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eastern cicada killer

eastern cicada killer (Sphecius speciosus)

Features and Behaviors

Also known as the cicada hawk, the eastern cicada killer is a type of digger wasp. Size of these insects ranges from about six-tenths of an inch to two inches in length. The abdomen is black to red-brown with yellow stripes. The thorax has red and black areas with hairs. Wings are brown.

These wasps are solitary. Adults eat flower nectar and plant sap that can be found on the surface, such as seeping from a tree wound. Adults emerge in late June or July and die by September or October. Females are usually seen singly as they search for nesting sites and prey. Males often fly in groups. The female digs a burrow, about 10 to 20 inches deep. She digs with her jaws and uses her hind legs to push out dirt. Once the burrow is dug, the female captures cicadas and paralyzes them with her sting. She turns the cicada so that it lays with its feet up, then she grasps it with her legs and flies to the burrow. She lays an egg on the cicada, and when she is finished stocking the cell with cicadas, closes it with dirt. Male eggs are enclosed with one cicada. Female eggs are enclosed with two or three cicadas because the female is larger and needs more food. Eggs hatch within two days. Larvae complete development in about two weeks. The mature larva overwinters in an earthen cocoon. The pupa is formed in the spring.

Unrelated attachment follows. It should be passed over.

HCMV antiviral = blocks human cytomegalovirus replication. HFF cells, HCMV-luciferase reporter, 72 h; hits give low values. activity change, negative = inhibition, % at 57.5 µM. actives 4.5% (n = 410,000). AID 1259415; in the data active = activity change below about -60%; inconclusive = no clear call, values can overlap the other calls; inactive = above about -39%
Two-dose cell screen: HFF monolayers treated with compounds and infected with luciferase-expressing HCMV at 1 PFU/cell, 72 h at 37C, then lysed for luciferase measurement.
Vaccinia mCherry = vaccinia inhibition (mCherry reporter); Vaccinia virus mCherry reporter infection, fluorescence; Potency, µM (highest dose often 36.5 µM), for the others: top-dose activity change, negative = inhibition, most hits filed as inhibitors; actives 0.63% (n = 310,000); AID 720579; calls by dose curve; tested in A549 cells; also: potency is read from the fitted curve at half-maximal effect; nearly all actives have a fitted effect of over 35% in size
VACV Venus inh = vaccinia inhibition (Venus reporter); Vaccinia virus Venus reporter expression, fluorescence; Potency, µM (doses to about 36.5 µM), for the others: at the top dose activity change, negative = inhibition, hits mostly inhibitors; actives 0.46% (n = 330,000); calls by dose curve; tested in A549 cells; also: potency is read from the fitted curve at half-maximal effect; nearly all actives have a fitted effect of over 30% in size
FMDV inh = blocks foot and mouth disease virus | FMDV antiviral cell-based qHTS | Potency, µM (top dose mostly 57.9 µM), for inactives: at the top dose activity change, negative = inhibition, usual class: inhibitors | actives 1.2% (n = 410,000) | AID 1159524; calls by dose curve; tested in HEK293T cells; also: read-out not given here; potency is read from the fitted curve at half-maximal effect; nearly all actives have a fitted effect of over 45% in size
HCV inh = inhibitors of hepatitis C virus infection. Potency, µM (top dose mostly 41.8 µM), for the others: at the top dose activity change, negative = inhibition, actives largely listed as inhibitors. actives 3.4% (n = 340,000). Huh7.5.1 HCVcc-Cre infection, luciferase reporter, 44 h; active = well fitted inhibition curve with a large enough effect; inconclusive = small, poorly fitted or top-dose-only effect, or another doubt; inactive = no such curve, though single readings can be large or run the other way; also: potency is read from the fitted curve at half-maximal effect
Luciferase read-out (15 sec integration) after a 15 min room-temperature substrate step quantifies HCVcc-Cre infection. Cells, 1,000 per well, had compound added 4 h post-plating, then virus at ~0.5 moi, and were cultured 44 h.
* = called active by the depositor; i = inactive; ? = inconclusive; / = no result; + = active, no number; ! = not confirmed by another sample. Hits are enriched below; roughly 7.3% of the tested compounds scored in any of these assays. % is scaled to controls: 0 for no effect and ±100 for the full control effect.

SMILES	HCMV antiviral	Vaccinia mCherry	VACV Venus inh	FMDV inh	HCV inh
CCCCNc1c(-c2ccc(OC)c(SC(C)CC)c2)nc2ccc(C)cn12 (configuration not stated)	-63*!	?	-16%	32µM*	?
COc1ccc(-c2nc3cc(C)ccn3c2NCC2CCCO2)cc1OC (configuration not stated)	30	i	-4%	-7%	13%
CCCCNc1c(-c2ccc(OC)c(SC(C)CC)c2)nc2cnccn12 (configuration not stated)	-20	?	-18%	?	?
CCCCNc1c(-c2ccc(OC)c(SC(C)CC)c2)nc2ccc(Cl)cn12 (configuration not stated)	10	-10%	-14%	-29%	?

Illinois Range


​Kingdom: Animalia

Phylum: Arthropoda

Class: Insecta

Order: Hymenoptera

Family: Crabronidae

Illinois Status: common, native